“I can’t get away from it — it keeps haunting me.”
A woman (Suzanna Love) whose mute brother (Nicholas Love) killed their mother’s abusive boyfriend as a child is now happily married with a husband (Ron James) and son (Raymond Boyden) of her own, but suffers from repeated nightmares. Upon advice from her psychiatrist (John Carradine), she goes back to her childhood home, which unwittingly sets in motion a chain of supernatural events related to a spiritually possessed mirror.
Genres, Themes, Actors, and Directors:
- Horror Films
- John Carradine Films
German director Ulli Lommel — whose career in film started with Rainer Werner Fassbinder, and then shifted to working with Andy Warhol in New York — helmed this unusual supernatural horror flick, which starts off seeming like a straightforward slasher film (a man is traumatized by a brutal crime he committed as a child and will continue to act out), but quickly moves in unexpected directions. It’s filled with many effectively filmed moments, drawing inspiration from Halloween (1978), The Amityville Horror (1979), and The Exorcist (1973) — and while it’s not entirely successful, it will surely please fans of the genre.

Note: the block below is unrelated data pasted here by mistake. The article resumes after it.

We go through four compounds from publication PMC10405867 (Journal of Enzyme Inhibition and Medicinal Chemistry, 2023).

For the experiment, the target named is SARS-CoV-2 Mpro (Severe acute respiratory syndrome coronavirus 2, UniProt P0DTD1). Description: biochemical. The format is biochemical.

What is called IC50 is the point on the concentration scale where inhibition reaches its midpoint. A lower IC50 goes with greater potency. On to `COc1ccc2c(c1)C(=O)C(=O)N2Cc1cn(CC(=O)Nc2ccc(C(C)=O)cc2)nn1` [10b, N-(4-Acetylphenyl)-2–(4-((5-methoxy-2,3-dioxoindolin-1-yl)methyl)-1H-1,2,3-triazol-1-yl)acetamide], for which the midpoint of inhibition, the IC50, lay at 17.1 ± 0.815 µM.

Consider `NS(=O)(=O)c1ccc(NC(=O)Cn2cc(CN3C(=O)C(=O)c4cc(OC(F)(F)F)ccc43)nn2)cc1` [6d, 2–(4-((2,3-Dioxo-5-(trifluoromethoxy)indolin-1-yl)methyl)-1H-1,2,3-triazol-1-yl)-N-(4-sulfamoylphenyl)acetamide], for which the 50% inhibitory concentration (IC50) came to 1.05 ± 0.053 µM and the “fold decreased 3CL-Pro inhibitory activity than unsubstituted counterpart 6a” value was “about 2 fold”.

Redeeming Qualities and Moments:
- Effective direction and cinematography
No, though it’s worth a look by horror fans. Listed as a Sleeper in the back of Peary’s book, which makes sense.
2 thoughts on “Boogey Man, The (1980)”
⭐️⭐️⭐️ out of ⭐️⭐️⭐️⭐️
An effective, creepy little horror flick; well done and well worth seeing for fans of such things.
But, for FFs it’s not a must see.
First viewing. Skip it.
Rather (sub-)standard ’80s horror stuff. Amateurish (oh, like when the boom mic comes into view a few times); shoddy, haphazard direction (i.e., a very small window falls on a kid’s head and, somehow, kills him? – seriously?!); some unintentionally funny moments (i.e., putting a completely demolished mirror back together piece by tiny piece? – seriously?!!).
Lousy acting (even from old pro Carradine).
~ oh, and then the supernatural is also suddenly, inexplicably involved. Hey, sure, why not?! … The worst is the conclusion. The film doesn’t so much end as much as it seems bored with itself and just gives up.